..' }

No Section...

VI.2 March/April 1999
Page: 55
Digital Citation

Reflections: Isn’t technology grand?


Authors:
Bill Hefley

back to top 

Reflections ... I've spent some time looking back recently, as I finished the Ph.D. degree that I put on hold when we launched interactions. As I've looked back, I find myself more often looking forward and becoming even more excited about the future because of the changes that have transpired in recent years.

A longstanding maxim of our profession is "Know your user." We've always argued that this is important, but recent studies are starting to show that this is not only smart advice, but makes good business sense. The business community first became widely exposed to this perspective by Tom Peters' advice to stay close to your customers. A recent study shows that emphasis on customer needs assessment and skill building in the development staff are strongly associated with improved organizational capability. Thus, integrating our concerns into ongoing design processes may be key to improving organizational and product effectiveness. More evidence of this is found in a recent article describing improvement in the development processes used in the HP SoftBench product that highlights not only the use of the Capability Maturity Model for Software (SW-CMM®), but also the application of user-centered design practices.

Just a few years ago, we were raising the issue that we ought to start treating our practices as the software engineers were with the CMM and continue focusing on improving what we do. Although recent CMM Integration efforts have still failed to address usability issues, a current ISO effort is showing promise. The "Human-centred lifecycle processes descriptions" efforts of ISO TC 159 / SC 4 / WG 6 have had some impact on the work of ISO 15504. This model provides a basis for those planning human-centered activities on a project and to assist improving how well organizations perform user-centered design activities. The model has been developed as a stand-alone model, not as part of one of the existing process models, such as ISO 12207 Software lifecycle processes, the Capability Maturity Model (CMM®) and the System Engineering Capability Maturity Model (SE-CMM®) or ISO TR 15504 Software process assessment. This is to make more clear the nature of human-centered activities and their implications for system lifecycles. The model conforms to and extends ISO DIS 13407 Human-Centred Design Processes for Interactive Systems. The current working documents describe seven key processes:

  • Ensure human-centered design content in system strategy
  • Plan and manage the human-centered design process
  • Specify the stakeholder and organizational requirements
  • Understand and specify the context of use
  • Produce design solutions
  • Evaluate designs against requirements
  • Introduce and operate the system

As this model moves towards an international standard, we have a firm basis for communicating about using and improving user-centered design practice in our organizations.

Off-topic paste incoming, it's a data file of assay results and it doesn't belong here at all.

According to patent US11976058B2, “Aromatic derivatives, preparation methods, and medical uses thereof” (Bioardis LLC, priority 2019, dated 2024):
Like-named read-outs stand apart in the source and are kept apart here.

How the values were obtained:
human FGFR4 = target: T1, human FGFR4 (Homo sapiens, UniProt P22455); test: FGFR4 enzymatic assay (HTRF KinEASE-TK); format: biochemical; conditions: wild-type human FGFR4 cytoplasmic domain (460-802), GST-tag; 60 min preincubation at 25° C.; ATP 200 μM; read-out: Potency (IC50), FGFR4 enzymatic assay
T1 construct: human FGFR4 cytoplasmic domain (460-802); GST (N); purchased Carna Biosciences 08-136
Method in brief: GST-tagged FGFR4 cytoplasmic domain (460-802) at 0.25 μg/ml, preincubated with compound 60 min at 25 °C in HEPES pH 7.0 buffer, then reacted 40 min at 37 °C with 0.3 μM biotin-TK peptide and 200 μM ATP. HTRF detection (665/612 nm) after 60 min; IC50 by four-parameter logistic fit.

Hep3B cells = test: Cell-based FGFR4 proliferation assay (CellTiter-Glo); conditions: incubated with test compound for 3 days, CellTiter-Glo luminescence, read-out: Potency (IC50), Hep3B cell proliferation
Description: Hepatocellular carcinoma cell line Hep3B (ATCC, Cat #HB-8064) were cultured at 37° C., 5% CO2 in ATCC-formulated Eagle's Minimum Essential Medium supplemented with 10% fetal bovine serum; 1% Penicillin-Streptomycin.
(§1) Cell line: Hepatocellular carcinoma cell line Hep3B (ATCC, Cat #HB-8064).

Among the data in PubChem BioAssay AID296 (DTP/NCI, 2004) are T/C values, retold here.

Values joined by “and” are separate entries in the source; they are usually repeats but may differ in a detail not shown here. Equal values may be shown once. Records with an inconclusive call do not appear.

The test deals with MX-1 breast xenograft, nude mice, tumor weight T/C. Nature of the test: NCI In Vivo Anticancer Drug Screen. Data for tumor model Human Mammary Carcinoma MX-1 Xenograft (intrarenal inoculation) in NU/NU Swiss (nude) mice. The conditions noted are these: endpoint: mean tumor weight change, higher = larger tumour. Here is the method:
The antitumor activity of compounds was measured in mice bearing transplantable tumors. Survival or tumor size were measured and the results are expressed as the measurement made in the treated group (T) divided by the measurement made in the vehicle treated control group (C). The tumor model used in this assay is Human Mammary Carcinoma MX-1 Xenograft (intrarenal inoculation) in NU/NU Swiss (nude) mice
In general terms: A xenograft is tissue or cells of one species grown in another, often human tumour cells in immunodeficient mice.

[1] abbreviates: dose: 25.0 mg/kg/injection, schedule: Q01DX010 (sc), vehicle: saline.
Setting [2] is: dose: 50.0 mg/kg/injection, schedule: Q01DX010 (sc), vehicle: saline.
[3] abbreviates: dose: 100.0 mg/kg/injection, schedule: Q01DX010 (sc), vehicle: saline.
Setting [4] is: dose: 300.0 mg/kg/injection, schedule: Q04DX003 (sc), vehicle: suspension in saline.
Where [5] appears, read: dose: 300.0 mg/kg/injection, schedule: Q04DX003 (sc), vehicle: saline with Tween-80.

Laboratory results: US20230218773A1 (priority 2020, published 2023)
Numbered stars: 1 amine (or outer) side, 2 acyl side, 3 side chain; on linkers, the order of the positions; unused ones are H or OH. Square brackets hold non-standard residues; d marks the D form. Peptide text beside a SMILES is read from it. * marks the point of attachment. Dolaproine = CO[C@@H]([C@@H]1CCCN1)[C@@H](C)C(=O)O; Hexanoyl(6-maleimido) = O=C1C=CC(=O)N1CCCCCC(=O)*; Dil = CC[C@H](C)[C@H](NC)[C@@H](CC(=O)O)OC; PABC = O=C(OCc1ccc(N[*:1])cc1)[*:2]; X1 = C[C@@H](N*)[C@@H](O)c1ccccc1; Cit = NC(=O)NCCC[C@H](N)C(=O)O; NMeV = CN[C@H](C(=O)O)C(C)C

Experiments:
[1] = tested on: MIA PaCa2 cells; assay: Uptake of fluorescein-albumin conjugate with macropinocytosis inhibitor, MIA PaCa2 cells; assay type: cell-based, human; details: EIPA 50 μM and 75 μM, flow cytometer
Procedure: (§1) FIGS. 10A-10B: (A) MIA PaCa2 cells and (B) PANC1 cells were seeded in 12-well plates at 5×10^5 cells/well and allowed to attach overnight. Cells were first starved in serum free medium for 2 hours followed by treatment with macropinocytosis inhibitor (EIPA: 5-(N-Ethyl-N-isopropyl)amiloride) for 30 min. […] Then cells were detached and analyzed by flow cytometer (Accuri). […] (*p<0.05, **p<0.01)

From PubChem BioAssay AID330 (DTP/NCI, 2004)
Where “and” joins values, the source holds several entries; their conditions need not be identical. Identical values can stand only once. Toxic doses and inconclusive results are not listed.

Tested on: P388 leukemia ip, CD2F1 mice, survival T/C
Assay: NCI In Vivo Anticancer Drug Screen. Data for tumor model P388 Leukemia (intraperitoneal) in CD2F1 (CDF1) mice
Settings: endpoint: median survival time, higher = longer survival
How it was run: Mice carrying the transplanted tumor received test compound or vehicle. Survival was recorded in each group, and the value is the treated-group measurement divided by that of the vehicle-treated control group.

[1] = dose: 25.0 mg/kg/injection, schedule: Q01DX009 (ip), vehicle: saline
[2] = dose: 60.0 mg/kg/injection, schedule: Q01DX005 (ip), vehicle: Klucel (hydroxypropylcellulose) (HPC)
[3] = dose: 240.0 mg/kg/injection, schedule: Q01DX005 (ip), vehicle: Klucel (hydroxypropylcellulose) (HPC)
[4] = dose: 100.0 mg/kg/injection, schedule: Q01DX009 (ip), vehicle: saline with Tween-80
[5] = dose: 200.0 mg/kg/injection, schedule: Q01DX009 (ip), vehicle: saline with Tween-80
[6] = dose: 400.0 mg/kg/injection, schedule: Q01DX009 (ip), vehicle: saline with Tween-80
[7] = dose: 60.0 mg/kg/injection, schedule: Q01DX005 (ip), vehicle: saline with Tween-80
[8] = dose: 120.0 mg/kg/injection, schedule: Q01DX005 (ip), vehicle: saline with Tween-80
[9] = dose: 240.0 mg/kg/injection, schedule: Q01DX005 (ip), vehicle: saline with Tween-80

The devices we design are continuing to change. Where we've argued the anti-Mac arguments in recent years, we are finding more and more melding of communication, computing, and collaboration. PDAs are becoming rampant, and other more ubiquitous devices are emerging. The challenge we face is to make these devices usable and useful, using processes that are able to integrate with the rest of the ongoing design processes. This challenge requires that we understand our users. A very usable device that I've seen recently was a navigation system mounted on a pedestal in a rental car. It was a very usable system, incorporating common metaphors that we understand, like maps and driving directions. It was also the most useless, and perhaps even the scariest piece of technology I've ever experienced. Think of my fear, curled noiselessly in the back seat of a rental car, as my knuckles blanch and turn shades of snowy white, while we hurtle down the Interstate at 65+ miles an hour with two colleagues in the front seat; each of whom is trying to adjust the display and read the map — neither one paying attention to the driving. Isn't technology grand?

back to top  Author

Bill Hefley, Ph.D., CCP, CDP
IBM Global Services

Dr. Bill Hefley is an Executive Consultant with IBM Global Services. His dissertation addressed interpersonal dynamics within software teams. He has been on the faculty at Carnegie Mellon University, and was Product Manager and co-author of the People CMM® at the Software Engineering Institute. His research interests span software engineering, learning, and human-computer interaction (HCI). His interests in software process improvement focus on managing and developing human resources and on integrating HCI concerns with software engineering. Bill is a Senior Member of the IEEE and a member of ACM, where he was founding editor of interactions. He received an Ph.D. in Organization Science and Information Technology, MS Engineering and Public Policy, MS Systems Management, BA Psychology, and BS Computer Science & Political Science.

back to top 

©1999 ACM  1072-5220/99/0300  $5.00

Permission to make digital or hard copies of all or part of this work for personal or classroom use is granted without fee provided that copies are not made or distributed for profit or commercial advantage and that copies bear this notice and the full citation on the first page. To copy otherwise, to republish, to post on servers or to redistribute to lists, requires prior specific permission and/or a fee.

The Digital Library is published by the Association for Computing Machinery. Copyright © 1999 ACM, Inc.

Post Comment


No Comments Found